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Quality Competition and Intra-System Substitution in the Hospital Industry

Andrew Sfekas ()

American Journal of Health Economics, 2019, vol. 5, issue 1, 65-96

Abstract: This study examines whether hospital competition and system membership affect revealed quality—quality as reflected in patients' choices—and clinical quality (measured by patient mortality) for patients in an administered price market (Medicare). I develop a model to describe how competition should affect quality when prices are fixed, and how quality choice will be affected when hospitals under common ownership are substitutes for each other. The model suggests that hospitals should set quality higher when the average patient has stronger preferences for other hospitals, but that patients who are very unlikely to visit the hospital should have little effect on quality. Further, hospitals in a system should lower quality to avoid competing with other system hospitals. I test the model using data from south Florida for patients with pneumonia and influenza or COPD in the years 2003–09. The results suggest that revealed quality sometimes follows the hypothesized relationship, and that system hospitals may reduce quality to avoid intra-system competition. However, the effects are not consistent across years or markets. The precise relationship between competition and quality may involve additional effects, such as spillovers from other markets.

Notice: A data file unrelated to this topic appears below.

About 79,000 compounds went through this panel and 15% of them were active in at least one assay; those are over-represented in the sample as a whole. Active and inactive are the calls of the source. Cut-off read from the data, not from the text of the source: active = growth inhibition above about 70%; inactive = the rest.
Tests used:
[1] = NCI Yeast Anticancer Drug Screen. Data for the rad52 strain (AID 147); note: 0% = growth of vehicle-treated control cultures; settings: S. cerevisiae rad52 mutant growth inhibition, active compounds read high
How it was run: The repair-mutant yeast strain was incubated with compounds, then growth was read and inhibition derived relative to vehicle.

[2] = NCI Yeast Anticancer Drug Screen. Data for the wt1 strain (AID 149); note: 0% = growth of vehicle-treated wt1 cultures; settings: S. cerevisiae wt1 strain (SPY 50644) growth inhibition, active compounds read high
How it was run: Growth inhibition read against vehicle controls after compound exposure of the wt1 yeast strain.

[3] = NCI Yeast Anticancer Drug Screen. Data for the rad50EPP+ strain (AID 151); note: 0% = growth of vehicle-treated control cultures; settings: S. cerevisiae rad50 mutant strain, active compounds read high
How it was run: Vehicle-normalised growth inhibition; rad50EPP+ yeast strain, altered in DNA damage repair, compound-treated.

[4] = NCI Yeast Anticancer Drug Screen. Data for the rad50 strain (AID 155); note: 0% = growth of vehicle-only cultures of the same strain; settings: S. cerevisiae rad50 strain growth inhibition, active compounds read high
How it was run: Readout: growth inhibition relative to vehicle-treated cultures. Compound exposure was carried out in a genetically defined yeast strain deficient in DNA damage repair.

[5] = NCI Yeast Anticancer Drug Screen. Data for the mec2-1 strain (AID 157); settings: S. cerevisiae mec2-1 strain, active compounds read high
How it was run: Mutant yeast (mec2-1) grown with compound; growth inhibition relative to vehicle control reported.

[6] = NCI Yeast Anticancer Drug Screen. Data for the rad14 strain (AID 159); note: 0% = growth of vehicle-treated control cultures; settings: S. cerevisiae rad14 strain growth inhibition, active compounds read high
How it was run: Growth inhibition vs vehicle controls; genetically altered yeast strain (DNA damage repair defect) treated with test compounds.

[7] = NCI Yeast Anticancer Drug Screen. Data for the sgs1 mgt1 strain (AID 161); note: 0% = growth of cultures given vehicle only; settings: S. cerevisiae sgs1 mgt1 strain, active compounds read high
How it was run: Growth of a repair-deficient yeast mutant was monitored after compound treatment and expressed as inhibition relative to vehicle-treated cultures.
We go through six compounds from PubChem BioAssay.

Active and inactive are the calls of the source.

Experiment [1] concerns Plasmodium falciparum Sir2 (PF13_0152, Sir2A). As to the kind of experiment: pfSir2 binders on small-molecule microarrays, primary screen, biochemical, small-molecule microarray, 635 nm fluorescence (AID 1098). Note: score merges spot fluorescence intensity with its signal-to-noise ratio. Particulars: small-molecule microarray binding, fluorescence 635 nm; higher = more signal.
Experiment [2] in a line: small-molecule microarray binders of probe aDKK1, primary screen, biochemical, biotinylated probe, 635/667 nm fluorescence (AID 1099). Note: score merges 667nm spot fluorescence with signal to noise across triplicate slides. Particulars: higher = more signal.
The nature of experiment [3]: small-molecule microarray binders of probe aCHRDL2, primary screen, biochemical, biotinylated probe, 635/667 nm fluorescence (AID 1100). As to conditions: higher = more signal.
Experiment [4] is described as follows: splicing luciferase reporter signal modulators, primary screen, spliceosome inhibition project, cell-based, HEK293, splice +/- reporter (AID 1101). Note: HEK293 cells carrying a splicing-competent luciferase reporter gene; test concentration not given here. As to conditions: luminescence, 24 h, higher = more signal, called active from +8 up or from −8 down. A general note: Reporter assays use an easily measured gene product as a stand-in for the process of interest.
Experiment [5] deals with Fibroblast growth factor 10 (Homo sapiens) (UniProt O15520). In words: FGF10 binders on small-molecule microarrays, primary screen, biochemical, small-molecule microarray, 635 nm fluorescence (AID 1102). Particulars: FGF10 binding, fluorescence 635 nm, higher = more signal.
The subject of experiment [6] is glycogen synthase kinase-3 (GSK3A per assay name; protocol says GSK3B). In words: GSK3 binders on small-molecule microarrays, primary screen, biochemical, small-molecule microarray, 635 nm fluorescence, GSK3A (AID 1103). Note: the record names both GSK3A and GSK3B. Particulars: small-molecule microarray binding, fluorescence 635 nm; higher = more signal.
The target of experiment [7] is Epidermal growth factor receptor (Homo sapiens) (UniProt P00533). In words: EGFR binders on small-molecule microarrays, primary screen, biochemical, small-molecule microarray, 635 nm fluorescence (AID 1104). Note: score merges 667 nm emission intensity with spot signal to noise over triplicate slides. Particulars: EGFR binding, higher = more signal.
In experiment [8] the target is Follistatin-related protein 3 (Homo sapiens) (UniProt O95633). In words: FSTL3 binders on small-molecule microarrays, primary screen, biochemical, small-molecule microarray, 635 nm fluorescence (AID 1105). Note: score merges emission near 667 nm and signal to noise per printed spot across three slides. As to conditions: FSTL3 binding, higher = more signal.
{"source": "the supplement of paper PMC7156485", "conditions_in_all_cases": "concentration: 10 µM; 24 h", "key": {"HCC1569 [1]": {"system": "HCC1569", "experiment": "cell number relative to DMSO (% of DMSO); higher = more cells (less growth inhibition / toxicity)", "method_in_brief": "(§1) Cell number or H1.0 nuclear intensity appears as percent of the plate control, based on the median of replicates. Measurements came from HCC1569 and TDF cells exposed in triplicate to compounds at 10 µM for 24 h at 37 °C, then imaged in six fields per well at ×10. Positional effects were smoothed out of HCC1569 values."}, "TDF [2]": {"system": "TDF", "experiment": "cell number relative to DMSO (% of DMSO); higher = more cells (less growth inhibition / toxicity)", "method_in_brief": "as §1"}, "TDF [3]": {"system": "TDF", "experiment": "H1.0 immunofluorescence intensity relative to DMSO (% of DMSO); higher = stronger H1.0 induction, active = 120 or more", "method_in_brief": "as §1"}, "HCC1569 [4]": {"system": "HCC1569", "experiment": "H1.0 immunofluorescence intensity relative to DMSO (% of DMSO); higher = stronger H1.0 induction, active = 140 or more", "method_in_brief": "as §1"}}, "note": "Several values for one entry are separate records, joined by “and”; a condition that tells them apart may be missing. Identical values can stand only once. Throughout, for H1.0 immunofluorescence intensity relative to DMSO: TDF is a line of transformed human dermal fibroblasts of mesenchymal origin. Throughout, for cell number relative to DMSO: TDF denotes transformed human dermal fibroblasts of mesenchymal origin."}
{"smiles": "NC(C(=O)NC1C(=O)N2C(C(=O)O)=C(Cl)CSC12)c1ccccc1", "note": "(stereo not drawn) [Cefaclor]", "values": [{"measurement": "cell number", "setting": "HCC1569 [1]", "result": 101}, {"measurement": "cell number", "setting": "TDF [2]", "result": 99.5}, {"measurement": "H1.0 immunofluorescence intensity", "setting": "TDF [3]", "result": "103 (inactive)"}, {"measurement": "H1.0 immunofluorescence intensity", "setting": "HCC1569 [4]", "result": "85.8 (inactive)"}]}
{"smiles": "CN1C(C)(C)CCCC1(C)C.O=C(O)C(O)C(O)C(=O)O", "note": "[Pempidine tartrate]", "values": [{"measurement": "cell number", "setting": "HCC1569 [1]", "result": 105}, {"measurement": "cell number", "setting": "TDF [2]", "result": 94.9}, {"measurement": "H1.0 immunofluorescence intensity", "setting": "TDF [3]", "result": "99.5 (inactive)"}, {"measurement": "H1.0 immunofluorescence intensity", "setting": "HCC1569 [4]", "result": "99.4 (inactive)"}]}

Keywords: hospital competition; hospital quality; revealed quality (search for similar items in EconPapers)
JEL-codes: I11 I13 L13 (search for similar items in EconPapers)
Date: 2019
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Handle: RePEc:ucp:amjhec:v:5:y:2019:i:1:p:65-96